Tickets may be purchased at participating wineries during the event. The $45 ticket and glass package entitles you to a special commemorative wine glass, complimentary wine tasting and delectable samples of chocolate at each winery during the Red Wine & Chocolate Weekends. This event does not take place at one location. You travel from winery to winery, visiting the ones you are interested in exploring. Tickets are not required to attend this event. A $7.00 wine tasting fee will be charged at each winery for non-ticketed visitors. You must be 21 or over to purchase tickets and/or participate in wine tasting. All ticket sales are non-refundable.

The Olympic Peninsula Wineries encourage responsible wine touring and recommend that you have a designated driver in your group. Designated Drivers are invited to enjoy the food at each winery.

At Camaraderie we will showcase the savory side of chocolate! A perennial favorite, the cocoa-spiced pulled pork cooked in the winery’s wood-fired oven will pair with one of our great red wines.   Lots of red wines, discounts and chocolates will tempt our guests when visiting our lovely garden setting.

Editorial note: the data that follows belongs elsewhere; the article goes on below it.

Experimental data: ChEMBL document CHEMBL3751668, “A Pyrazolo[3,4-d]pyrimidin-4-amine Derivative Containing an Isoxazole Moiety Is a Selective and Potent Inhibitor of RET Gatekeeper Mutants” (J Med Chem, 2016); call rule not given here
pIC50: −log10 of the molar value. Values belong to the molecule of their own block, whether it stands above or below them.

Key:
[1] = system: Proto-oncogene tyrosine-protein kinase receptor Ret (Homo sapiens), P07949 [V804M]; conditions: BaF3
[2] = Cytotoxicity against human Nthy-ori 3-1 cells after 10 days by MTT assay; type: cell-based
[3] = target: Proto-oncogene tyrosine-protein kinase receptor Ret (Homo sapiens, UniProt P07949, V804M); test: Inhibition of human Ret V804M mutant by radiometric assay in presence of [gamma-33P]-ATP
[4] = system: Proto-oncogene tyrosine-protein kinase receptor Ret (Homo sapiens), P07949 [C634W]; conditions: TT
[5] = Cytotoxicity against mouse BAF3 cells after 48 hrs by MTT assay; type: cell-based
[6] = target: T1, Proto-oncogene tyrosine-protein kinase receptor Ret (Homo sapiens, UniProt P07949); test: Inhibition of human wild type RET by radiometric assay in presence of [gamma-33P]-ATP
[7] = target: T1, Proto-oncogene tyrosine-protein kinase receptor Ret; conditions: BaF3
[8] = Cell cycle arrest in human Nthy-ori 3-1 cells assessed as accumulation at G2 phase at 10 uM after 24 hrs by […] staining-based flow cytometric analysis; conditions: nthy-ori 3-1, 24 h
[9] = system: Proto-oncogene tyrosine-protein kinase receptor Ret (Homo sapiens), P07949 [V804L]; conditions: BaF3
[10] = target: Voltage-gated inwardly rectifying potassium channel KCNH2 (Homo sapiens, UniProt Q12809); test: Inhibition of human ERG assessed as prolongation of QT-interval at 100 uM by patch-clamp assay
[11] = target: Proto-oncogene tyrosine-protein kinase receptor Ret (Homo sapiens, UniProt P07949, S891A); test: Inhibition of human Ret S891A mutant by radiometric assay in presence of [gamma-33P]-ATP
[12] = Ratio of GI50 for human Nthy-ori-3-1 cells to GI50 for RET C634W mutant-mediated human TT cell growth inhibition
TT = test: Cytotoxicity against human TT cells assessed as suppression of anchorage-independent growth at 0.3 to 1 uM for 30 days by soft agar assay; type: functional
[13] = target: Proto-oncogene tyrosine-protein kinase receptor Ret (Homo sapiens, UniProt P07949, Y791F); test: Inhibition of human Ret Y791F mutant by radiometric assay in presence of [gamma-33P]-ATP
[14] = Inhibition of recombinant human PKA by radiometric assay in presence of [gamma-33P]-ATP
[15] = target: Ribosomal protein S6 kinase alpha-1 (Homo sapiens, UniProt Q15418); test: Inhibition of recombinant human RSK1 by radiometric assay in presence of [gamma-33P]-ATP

Twenty Twenty Vision

January 3rd, 2013 by Camaraderie Cellars

coupleIt was in 1981 that an intergenerational group got together over 100 pounds of grapes in our garage to make wine. We were having serious fun as we learned over eleven years about the mysteries of yeast, fermentations, and what we would do again and what for sure we wouldn’t. Volumes of grapes got bigger, the multi-family “crew” got bigger too, food was abundant and so was the laughter. It was family friend and English professor Bill Rearick that suggested we name our selves Camaraderie Cellars for the combination of comradeship, and festive sense about us. The name has stuck and the last twenty years of commercial winemaking have really been about living into that name.